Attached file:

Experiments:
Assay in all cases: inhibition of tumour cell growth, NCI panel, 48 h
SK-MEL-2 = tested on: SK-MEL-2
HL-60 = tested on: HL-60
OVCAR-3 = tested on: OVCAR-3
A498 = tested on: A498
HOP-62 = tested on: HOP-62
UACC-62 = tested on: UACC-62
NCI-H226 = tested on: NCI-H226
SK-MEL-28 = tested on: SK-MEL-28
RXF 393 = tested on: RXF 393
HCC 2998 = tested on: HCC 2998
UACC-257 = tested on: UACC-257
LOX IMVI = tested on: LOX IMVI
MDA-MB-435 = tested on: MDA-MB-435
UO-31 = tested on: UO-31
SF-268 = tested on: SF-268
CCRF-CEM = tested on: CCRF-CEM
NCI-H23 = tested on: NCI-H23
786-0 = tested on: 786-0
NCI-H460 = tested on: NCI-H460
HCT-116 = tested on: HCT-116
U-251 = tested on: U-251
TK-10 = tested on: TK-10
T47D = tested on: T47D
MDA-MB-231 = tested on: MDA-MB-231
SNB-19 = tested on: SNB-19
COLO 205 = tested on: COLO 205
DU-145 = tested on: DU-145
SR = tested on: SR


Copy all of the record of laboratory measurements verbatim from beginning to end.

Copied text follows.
Experiments:
Assay in all cases: inhibition of tumour cell growth, NCI panel, 48 h
SK-MEL-2 = tested on: SK-MEL-2
HL-60 = tested on: HL-60
OVCAR-3 = tested on: OVCAR-3
A498 = tested on: A498
HOP-62 = tested on: HOP-62
UACC-62 = tested on: UACC-62
NCI-H226 = tested on: NCI-H226
SK-MEL-28 = tested on: SK-MEL-28
RXF 393 = tested on: RXF 393
HCC 2998 = tested on: HCC 2998
UACC-257 = tested on: UACC-257
LOX IMVI = tested on: LOX IMVI
MDA-MB-435 = tested on: MDA-MB-435
UO-31 = tested on: UO-31
SF-268 = tested on: SF-268
CCRF-CEM = tested on: CCRF-CEM
NCI-H23 = tested on: NCI-H23
786-0 = tested on: 786-0
NCI-H460 = tested on: NCI-H460
HCT-116 = tested on: HCT-116
U-251 = tested on: U-251
TK-10 = tested on: TK-10
T47D = tested on: T47D
MDA-MB-231 = tested on: MDA-MB-231
SNB-19 = tested on: SNB-19
COLO 205 = tested on: COLO 205
DU-145 = tested on: DU-145
SR = tested on: SR